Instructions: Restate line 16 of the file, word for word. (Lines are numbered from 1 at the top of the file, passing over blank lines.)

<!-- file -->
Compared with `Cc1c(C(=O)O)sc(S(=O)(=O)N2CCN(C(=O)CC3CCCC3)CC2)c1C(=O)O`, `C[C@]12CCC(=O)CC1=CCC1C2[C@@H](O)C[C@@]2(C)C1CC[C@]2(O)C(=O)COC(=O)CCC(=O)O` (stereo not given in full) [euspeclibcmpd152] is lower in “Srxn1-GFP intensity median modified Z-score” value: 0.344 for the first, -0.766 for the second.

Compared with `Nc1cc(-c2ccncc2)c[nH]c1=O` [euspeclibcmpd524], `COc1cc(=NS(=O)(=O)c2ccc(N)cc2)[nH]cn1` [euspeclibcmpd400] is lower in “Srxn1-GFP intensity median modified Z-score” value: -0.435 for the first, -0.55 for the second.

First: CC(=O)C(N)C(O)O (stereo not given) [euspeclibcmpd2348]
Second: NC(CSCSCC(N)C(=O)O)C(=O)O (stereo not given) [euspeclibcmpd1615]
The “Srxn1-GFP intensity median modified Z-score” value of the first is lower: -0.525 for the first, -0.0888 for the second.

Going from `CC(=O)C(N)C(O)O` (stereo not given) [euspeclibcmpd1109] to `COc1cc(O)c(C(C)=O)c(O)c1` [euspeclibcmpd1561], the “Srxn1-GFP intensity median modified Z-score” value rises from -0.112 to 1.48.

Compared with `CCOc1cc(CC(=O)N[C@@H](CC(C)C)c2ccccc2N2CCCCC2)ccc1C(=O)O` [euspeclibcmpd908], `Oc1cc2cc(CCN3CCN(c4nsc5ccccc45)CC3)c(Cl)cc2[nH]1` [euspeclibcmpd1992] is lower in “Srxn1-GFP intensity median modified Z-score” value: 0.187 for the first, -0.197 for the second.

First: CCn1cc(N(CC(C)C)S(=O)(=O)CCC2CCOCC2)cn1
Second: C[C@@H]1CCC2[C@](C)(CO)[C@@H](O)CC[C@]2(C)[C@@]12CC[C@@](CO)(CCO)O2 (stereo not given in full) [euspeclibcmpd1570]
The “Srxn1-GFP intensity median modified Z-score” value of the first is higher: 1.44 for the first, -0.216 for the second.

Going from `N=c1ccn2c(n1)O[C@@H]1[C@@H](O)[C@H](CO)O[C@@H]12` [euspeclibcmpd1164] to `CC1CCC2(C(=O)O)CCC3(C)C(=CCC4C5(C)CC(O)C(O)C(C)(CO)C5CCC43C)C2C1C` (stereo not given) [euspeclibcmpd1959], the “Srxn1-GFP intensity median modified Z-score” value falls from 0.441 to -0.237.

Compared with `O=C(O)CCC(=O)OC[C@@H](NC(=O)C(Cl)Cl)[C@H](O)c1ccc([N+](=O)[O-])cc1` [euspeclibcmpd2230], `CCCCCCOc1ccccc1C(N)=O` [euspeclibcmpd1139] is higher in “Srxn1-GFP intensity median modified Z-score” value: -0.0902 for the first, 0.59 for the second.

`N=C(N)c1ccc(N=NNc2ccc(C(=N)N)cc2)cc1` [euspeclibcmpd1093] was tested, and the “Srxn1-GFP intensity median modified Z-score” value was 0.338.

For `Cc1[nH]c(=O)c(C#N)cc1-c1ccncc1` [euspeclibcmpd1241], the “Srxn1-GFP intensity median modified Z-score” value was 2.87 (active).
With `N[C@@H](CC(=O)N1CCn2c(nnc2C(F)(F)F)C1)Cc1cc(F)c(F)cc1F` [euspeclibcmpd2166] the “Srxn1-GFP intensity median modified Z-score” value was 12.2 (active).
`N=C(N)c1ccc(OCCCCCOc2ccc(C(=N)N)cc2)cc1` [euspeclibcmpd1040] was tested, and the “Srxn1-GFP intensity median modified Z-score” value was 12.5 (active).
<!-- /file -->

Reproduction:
`N=C(N)c1ccc(OCCCCCOc2ccc(C(=N)N)cc2)cc1` [euspeclibcmpd1040] was tested, and the “Srxn1-GFP intensity median modified Z-score” value was 12.5 (active).